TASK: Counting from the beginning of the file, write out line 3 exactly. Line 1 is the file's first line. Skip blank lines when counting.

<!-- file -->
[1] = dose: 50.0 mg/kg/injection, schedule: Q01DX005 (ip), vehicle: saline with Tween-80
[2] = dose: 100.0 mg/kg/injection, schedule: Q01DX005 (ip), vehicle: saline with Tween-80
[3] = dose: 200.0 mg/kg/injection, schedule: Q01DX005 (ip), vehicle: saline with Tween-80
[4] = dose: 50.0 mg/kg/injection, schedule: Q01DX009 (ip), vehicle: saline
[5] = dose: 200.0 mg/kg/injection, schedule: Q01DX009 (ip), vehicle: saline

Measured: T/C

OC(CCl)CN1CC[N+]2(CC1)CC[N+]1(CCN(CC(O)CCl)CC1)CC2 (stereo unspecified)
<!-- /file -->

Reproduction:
[3] = dose: 200.0 mg/kg/injection, schedule: Q01DX005 (ip), vehicle: saline with Tween-80